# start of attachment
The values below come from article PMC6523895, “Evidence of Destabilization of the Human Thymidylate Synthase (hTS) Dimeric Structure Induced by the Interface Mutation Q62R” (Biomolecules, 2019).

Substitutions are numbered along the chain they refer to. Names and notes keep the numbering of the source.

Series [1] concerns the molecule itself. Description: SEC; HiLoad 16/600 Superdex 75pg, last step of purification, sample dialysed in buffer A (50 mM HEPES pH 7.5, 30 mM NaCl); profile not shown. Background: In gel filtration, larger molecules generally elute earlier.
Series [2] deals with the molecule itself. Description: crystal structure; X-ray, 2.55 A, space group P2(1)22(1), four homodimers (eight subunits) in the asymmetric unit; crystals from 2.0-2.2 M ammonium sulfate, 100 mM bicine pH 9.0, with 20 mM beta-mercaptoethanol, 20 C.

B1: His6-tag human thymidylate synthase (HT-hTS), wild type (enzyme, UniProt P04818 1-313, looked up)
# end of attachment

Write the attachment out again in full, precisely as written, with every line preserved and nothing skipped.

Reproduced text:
The values below come from article PMC6523895, “Evidence of Destabilization of the Human Thymidylate Synthase (hTS) Dimeric Structure Induced by the Interface Mutation Q62R” (Biomolecules, 2019).

Substitutions are numbered along the chain they refer to. Names and notes keep the numbering of the source.

Series [1] concerns the molecule itself. Description: SEC; HiLoad 16/600 Superdex 75pg, last step of purification, sample dialysed in buffer A (50 mM HEPES pH 7.5, 30 mM NaCl); profile not shown. Background: In gel filtration, larger molecules generally elute earlier.
Series [2] deals with the molecule itself. Description: crystal structure; X-ray, 2.55 A, space group P2(1)22(1), four homodimers (eight subunits) in the asymmetric unit; crystals from 2.0-2.2 M ammonium sulfate, 100 mM bicine pH 9.0, with 20 mM beta-mercaptoethanol, 20 C.

B1: His6-tag human thymidylate synthase (HT-hTS), wild type (enzyme, UniProt P04818 1-313, looked up)